At a certain point, your kids will mature past the child stage and become preteens. This stage is often the most challenging for many young people and requires a lot of careful planning, preparation, and understanding. For example, you’re going to have to talk with them about many different life elements to get them ready for their teen years. Therefore, the following three talks must all be taken ASAP.
The Driving Talk
Few things rattle parents like their preteen learning how to drive. They don’t want their teen to become one of the millions of drivers who experience minor to severe injuries every year while driving. That’s why it is essential to talk about driving right away, including finding time to let your preteen handle a car for the first time and practice their skills.
Identify a safe place where your teen can learn how to turn on, turn off, accelerate, brake, turn, and otherwise handle their car. Talk to them about things they do right and wrong, giving pointers on how well they did. Just as importantly, you can talk about the dangers of drunk driving and let them know, if they do drink, to call you and let you know so that you can pick them up and keep them safe.
The Sex Talk
No talk is going to be more challenging than talking with your child about sex. While our sources indicate the average age for teens having sex the first time is just under 17, many teens have sex well before then. Preteens are likely in the early stages of sexual exploration. Please talk with your preteen about this and let them know you’re here to answer any questions that they need.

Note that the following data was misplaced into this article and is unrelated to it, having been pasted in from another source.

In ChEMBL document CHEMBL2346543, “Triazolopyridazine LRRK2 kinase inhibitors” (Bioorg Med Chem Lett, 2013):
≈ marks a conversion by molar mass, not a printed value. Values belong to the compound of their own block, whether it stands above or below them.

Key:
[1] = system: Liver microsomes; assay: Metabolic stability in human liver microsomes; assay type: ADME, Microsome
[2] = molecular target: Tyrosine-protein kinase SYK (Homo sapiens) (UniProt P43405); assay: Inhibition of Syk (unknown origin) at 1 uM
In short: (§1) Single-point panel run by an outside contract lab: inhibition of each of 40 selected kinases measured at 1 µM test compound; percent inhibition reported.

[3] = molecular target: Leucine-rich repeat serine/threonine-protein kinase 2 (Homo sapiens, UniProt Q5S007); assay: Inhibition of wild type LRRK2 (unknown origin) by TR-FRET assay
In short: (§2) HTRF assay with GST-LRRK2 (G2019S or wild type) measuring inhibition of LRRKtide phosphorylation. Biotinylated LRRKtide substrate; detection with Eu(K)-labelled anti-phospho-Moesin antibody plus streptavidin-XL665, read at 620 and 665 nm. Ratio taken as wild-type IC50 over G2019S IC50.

As part of your sex talk, you must talk about the dangers of online dating and other concerns. After all, our sources indicate that the daily usage of device data went from 12 GB in March 2019 to 16.6 GB one year later. This 38% increase suggests a higher amount of general use, including sharing pictures and photos with romantic partners or even potential online predators.
The ‘Maturing Body’ Talk
As your kids grow, they’re going to start noticing some rather strange changes in their bodies. For example, boys will get deeper voices and start shedding much of their baby fat. Body hair will also grow on both boys and girls, including under the arms, across the rest of the body, and around their genitals. This hair growth can be startling for young preteens and must be discussed before it happens.
Let them know that this hair is completely normal and is nothing about which they should be ashamed. Then, you need to talk to your teen girls about the steps they can take to keep their body hair in check. While some girls may want to go au naturale, most will not. After all, female body hair removal is as old as civilization itself, with evidence of ancient India removing body hair between 4,000-3,000 BC.
Boys, too, need to be taught steps like shaving their face. However, some boys may want to grow beards, as it does provide extra warmth and some protection against impact injury.
When you start talking with your kids, it might be hard to see them as children anymore. However, preteens and even teens up to 17 and 18 are, in many ways, still in the emotional stage of their childhood. As a result, you need to assess their reaction to these talks and make sure that they are ready for these life changes in any way that makes sense for your needs.